Detecting Internet on macOS

My app (Lightwright) needs to know whether or not the user has internet access. I’ve been doing it using a Shell to ping Google. In this code, “Me” is a subclass of Shell:


Dim Astr as String = "ping -c 2" Me.Execute(Astr) -------------

In the .DataAvailable event, I check the .Result property to see if it contains “google”, which it would if it was able to connect to Google
If .Result contains “cannot resolve” or “could not find host” or “unknown host”, then I know it failed. This works great for 99% of my users, but recently there have been a few where it fails.

Today I had a really good bug report on this from, which said:

“I have an internet connection (en8, wired, through a USB-C dock, is primary in service order, then WiFi, en0). Both are working correctly, but Lightwright says it doesn’t have an internet connection. I tried turning WiFi off to limit to just one wired connection, same error persists. For reference, I’ve attached my ifconfig report. Is it possible that Lightwright isn’t fully enumerating all connections and checking for status active?”

I have no idea what an ifconfig report is, but here’s a snippet:

lo0: flags=8049<UP,LOOPBACK,RUNNING,MULTICAST> mtu 16384
inet netmask 0xff000000
inet6 ::1 prefixlen 128
inet6 fe80::1%lo0 prefixlen 64 scopeid 0x1
nd6 options=201<PERFORMNUD,DAD>
gif0: flags=8010<POINTOPOINT,MULTICAST> mtu 1280
stf0: flags=0<> mtu 1280
XHC20: flags=0<> mtu 0
XHC1: flags=0<> mtu 0
XHC0: flags=0<> mtu 0
VHC128: flags=0<> mtu 0
ether ac:de:48:00:11:22
inet6 fe80::aede:48ff:fe00:1122%en5 prefixlen 64 scopeid 0x8
nd6 options=201<PERFORMNUD,DAD>
media: autoselect (100baseTX )
status: active
ap1: flags=8802<BROADCAST,SIMPLEX,MULTICAST> mtu 1500
ether 3a:f9:d3:dd:b5:ec
media: autoselect
status: inactive
ether 38:f9:d3:dd:b5:ec
inet6 fe80::102c:8b4c:5ea6:808f%en0 prefixlen 64 secured scopeid 0xa
inet netmask 0xfffffc00 broadcast
nd6 options=201<PERFORMNUD,DAD>
media: autoselect
status: active

Does anyone have a clue why ping doesn’t work for this user? is there a better way to test for a connection? I could just try to download something from a known location (as if web pages never move), would that be more reliable?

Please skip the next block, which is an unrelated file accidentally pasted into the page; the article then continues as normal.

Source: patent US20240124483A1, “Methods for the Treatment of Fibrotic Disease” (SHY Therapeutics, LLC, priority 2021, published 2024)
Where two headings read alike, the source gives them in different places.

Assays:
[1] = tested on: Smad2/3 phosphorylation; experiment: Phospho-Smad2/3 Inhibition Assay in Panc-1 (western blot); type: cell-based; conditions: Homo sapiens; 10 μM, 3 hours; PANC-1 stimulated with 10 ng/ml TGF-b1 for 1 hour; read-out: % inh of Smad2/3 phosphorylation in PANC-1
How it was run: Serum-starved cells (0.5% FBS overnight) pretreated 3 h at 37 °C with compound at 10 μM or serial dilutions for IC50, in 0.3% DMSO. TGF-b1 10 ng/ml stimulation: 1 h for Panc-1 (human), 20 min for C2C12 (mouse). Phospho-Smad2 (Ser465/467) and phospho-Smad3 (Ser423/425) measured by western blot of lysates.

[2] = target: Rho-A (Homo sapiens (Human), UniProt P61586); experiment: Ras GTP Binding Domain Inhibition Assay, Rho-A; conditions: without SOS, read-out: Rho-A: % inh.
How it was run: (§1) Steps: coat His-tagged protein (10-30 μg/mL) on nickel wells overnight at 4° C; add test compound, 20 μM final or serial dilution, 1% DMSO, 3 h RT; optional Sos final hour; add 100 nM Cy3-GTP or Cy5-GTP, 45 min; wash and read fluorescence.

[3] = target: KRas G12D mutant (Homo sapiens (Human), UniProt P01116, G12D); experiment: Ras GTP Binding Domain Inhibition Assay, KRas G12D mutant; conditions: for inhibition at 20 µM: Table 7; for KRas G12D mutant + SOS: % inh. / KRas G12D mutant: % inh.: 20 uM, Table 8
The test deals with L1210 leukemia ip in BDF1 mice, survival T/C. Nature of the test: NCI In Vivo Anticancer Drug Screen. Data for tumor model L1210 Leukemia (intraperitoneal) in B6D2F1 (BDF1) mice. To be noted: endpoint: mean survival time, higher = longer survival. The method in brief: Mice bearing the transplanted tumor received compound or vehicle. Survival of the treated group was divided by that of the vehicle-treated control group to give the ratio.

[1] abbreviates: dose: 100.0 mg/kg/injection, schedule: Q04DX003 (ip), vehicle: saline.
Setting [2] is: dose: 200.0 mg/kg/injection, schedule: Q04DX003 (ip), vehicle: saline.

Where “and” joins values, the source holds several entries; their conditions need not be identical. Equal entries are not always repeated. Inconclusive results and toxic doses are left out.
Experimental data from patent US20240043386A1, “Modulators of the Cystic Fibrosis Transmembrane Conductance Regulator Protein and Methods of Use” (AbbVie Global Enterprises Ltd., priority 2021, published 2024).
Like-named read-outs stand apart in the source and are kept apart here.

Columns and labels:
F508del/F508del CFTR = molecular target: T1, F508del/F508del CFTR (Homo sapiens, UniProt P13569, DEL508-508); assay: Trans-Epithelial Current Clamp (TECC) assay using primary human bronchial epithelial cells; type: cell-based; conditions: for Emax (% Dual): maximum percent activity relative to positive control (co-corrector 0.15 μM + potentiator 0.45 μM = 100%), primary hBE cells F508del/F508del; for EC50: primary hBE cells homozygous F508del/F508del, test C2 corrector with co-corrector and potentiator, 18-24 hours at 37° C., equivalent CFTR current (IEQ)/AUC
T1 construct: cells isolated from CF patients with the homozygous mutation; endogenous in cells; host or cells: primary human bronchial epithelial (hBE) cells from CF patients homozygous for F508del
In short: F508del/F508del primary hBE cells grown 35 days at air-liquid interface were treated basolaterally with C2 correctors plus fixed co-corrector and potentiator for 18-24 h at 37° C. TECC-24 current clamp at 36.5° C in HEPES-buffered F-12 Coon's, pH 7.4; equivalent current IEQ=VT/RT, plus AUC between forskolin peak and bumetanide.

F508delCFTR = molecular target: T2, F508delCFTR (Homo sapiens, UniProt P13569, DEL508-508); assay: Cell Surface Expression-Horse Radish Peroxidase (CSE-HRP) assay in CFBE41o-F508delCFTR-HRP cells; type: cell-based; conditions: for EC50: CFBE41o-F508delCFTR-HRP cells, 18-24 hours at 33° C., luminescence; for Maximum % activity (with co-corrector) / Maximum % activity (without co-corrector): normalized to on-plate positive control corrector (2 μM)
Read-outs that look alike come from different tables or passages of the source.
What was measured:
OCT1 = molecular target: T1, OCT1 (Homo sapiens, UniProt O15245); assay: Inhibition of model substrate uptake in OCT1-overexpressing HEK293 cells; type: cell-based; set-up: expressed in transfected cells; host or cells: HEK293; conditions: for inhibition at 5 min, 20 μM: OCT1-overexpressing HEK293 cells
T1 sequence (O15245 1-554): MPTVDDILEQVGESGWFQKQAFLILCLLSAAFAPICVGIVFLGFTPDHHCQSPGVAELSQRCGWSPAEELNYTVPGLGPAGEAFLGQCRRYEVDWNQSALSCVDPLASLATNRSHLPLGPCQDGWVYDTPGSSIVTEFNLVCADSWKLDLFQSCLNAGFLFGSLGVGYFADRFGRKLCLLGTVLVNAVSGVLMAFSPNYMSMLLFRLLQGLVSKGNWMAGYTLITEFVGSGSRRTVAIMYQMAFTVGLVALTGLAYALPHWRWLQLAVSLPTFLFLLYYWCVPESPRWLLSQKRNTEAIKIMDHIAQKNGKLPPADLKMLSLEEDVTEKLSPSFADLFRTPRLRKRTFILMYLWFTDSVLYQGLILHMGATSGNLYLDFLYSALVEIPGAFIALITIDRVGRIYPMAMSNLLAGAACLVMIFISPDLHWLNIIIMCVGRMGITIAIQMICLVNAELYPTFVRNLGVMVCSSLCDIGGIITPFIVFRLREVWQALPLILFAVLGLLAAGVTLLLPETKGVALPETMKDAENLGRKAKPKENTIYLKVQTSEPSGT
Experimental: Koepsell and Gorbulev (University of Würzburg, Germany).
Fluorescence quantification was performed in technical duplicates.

• John

It would be valuable to know what the response your app is getting actually is. The user could try ping in terminal, but the result could be different. Both are valuable bits of information though.

Using the framework sockets can cause unavoidable hangs in some situations. I think this ping approach is pretty decent unless we find a problem with Shell. Do you know if the user is running Catalina?

Did you ask the user to perform the same ping in terminal and did it work? Do you know if they block any connections from your app?

If they block ping (ICMP) with little snitch you’ll get a “Host is down” (at least thats what I see in a quick Mojave test I just did), I’m not sure if you check for that? I’m not sure what you get if ICMP is blocked at the modem as I don’t want to tweak that just before going to bed, this might be a similar message.

If you let us know why you need to check for an internet connection we might be able to suggest an alternate method that could be less prone to being blocked/stopped. Like, is there a reason you check for internet, e.g. for connection to your update service or licence service? If you check for a connection to a web service, it might just be better to try that connection and catch the failure.

I use this code to check internet connection :

[code]Public Function CheckOnline() as Boolean
Dim ret As Boolean = False
Dim sh As New Shell

sh.Mode = 2

If TargetWin32 Then
sh.Timeout = -1
sh.Execute “ping -w 5000 -n 1
sh.Execute “ping -n -q -W 5 -c 1
End If
Loop Until Not sh.IsRunning
If sh.Errorcode=0 Then // success
ret = True
End If

Return ret

End Function

the result is :

Dim http As New TCPSocket http.Address = "" http.port = 80 http.Connect dim okapple as Boolean = (http.LastErrorCode = 0) http.close

works on any platform.

But with your solution @Jean-Yves Pochez , you have to wait the time out. And it can freeze you app for too long time. doing a ping with command shell can be done in a few

right, but I recall that using a shell command does prevent you from selling through mac app store ?

[quote=475363:@Jean-Yves Pochez]http.port = 80
works on any platform.[/quote]
Doesn’t macOS require Entitlements or whatever to connect to “insecure http websites”?
Or does that only apply when creating a http request and does not apply to TCPSocket?

What will happens if the service (, is down ?

The world ends :stuck_out_tongue: